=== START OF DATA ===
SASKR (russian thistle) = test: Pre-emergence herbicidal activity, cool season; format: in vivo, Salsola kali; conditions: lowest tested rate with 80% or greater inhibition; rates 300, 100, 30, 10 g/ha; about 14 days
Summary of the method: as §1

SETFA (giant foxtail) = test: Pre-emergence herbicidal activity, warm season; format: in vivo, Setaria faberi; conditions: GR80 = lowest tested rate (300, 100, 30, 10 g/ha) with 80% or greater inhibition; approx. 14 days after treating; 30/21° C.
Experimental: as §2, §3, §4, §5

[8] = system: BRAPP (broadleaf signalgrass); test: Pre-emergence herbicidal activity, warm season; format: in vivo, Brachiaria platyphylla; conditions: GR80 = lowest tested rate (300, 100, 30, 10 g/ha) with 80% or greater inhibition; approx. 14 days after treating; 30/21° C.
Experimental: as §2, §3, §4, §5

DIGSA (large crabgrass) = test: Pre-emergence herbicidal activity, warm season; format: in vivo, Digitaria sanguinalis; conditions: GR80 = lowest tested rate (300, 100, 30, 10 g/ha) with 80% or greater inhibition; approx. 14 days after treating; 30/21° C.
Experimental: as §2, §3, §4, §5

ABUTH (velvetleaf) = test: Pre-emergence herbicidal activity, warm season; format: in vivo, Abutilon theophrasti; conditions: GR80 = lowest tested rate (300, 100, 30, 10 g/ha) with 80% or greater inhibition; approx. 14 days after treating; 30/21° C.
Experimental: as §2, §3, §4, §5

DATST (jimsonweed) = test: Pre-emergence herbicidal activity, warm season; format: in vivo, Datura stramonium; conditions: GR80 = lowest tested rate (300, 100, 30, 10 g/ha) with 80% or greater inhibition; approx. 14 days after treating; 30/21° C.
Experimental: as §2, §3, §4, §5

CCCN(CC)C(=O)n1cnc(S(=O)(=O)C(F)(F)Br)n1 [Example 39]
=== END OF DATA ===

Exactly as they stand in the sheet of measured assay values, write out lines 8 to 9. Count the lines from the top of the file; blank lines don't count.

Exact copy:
Experimental: as §2, §3, §4, §5

ABUTH (velvetleaf) = test: Pre-emergence herbicidal activity, warm season; format: in vivo, Abutilon theophrasti; conditions: GR80 = lowest tested rate (300, 100, 30, 10 g/ha) with 80% or greater inhibition; approx. 14 days after treating; 30/21° C.